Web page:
Maurice Haynes has gleaned something from each of the three head football coaches who have instructed him at Howard University in the last three years. Considering the Bison have compiled a 9-22 record while Haynes has been there, perhaps he has made the best of the situation.
And perhaps Haynes' collected knowledge and experience is why the Howard coaching staff has made him the team's captain.
"It's been upsetting having three different coaches," said Haynes, a 6-foot-4, 215-pound tight end from Takoma Park and a graduate of Montgomery Blair High School. "But I like the situation I'm in now. I've learned a lot from the coaching changes."
With 44 freshmen, 29 sophomores, 12 juniors and five seniors on Howard's team this year, Haynes probably will be sharing some of his wisdom with his younger teammates.
He dealt with one problem -- the team might not be able to play its home games at Howard because of delays in installing a new artificial surface -- succinctly. "We're not concentrating on that," he said yesterday.
Head Coach Willie Jeffries said the school had decided to go ahead with the turf installation and that it might be ready by early October.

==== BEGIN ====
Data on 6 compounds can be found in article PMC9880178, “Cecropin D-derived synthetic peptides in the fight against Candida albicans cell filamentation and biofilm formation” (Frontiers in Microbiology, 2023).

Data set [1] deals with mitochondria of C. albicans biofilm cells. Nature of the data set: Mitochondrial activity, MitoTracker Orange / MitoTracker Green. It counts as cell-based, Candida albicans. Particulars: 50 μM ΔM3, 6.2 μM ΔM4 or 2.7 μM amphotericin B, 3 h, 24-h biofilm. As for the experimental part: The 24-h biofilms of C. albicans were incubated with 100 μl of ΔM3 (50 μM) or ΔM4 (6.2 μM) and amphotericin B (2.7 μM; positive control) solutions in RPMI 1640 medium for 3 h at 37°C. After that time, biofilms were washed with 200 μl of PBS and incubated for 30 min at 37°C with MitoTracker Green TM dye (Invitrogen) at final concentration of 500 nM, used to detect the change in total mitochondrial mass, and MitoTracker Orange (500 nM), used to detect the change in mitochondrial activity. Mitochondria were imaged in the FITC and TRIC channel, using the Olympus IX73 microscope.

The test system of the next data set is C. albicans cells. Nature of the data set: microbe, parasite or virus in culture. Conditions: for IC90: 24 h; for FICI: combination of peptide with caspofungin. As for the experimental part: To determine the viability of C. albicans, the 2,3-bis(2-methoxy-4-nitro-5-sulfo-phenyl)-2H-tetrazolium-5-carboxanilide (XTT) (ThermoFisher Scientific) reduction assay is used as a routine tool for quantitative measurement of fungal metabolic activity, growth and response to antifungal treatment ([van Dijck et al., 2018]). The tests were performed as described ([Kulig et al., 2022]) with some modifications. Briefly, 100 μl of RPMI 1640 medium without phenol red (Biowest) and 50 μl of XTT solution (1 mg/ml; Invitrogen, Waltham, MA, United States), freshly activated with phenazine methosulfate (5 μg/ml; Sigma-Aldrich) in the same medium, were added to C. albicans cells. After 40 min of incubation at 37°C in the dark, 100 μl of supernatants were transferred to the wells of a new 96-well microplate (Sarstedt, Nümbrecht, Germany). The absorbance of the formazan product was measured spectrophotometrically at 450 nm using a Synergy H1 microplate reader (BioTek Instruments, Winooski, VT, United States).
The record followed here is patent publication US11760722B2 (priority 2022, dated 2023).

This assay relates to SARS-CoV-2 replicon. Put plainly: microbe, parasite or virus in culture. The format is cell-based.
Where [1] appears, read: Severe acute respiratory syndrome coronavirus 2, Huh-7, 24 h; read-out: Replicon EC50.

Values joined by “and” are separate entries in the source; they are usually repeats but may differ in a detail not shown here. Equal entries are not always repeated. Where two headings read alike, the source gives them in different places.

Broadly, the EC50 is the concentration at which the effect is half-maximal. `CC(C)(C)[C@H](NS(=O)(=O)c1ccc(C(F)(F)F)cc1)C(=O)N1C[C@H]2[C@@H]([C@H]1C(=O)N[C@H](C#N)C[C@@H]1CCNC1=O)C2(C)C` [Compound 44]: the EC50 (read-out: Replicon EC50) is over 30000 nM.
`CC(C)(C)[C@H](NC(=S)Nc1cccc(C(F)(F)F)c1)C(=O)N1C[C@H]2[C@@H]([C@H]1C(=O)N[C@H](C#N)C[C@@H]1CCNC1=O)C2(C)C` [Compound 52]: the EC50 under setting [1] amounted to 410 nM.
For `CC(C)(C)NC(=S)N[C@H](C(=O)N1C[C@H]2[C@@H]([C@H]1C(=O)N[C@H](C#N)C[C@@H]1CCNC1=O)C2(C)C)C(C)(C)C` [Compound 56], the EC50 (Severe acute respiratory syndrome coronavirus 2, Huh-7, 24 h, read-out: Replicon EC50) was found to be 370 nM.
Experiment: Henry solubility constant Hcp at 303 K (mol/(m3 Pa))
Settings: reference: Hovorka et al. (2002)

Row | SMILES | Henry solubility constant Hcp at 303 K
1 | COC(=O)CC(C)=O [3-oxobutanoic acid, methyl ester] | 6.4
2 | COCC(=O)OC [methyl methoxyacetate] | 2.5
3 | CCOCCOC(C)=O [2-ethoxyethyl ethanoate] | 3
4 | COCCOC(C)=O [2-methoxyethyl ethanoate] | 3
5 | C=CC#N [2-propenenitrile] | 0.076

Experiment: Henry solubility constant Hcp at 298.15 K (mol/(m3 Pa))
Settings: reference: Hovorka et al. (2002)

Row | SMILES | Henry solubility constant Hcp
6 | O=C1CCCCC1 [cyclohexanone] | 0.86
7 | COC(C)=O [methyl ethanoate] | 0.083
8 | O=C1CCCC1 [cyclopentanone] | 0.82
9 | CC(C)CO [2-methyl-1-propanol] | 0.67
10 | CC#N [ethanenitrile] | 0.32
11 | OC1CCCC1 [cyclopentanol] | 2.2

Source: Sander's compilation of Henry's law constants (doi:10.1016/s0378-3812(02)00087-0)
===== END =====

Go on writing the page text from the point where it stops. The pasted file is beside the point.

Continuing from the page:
But what Haynes is concentrating on is making the receiving corps the best it can be.
Last year, he had 28 of the team's 86 receptions, including a school-record 11 for 113 yards against Maine. This year, with the addition of Derrick Faison, a 6-4, 190-pound, 17-year-old freshman from Lake City, S.C., Howard's passing game might be formidable. In high school, Faison long jumped 22 1/2 feet, high jumped and ran the 100 and the 220, in addition to playing football,
Also returning is Curtis Chappel, a sophomore from Miami who caught 14 passes last year and runs the 40 in 4.4. "He's shown a lot of improvement," said Jeffries. "Curtis had to start as a freshman and he dropped a few passes, but I think this year he has shown a great amount of concentration."
But the most important ingredient might be sophomore quarterback Leon Brown. Without him, the mixture of experience and talent that Jeffries and quarterback/receiver coach Kermit Blount believe the Bison receivers have might be for naught.
As a freshman, Brown threw 147 passes and, although he completed only 39.4 percent of them, he finished with a flourish. In his last three games, he completed 34 of 62 for 662 yards and three touchdowns.
Last year Jeffries called passes only 15 percent of the time, which he described as "bad." Although he plans to stay with the I-formation trap option he used successfully as head coach of Wichita State in 1979-83, he would like pass 10 percent more.
"You can pass more the older a team gets," he said. "When you have a young team, you need to run safe plays. We played it close to the vest last year. We'll loosen according to the degree of experience."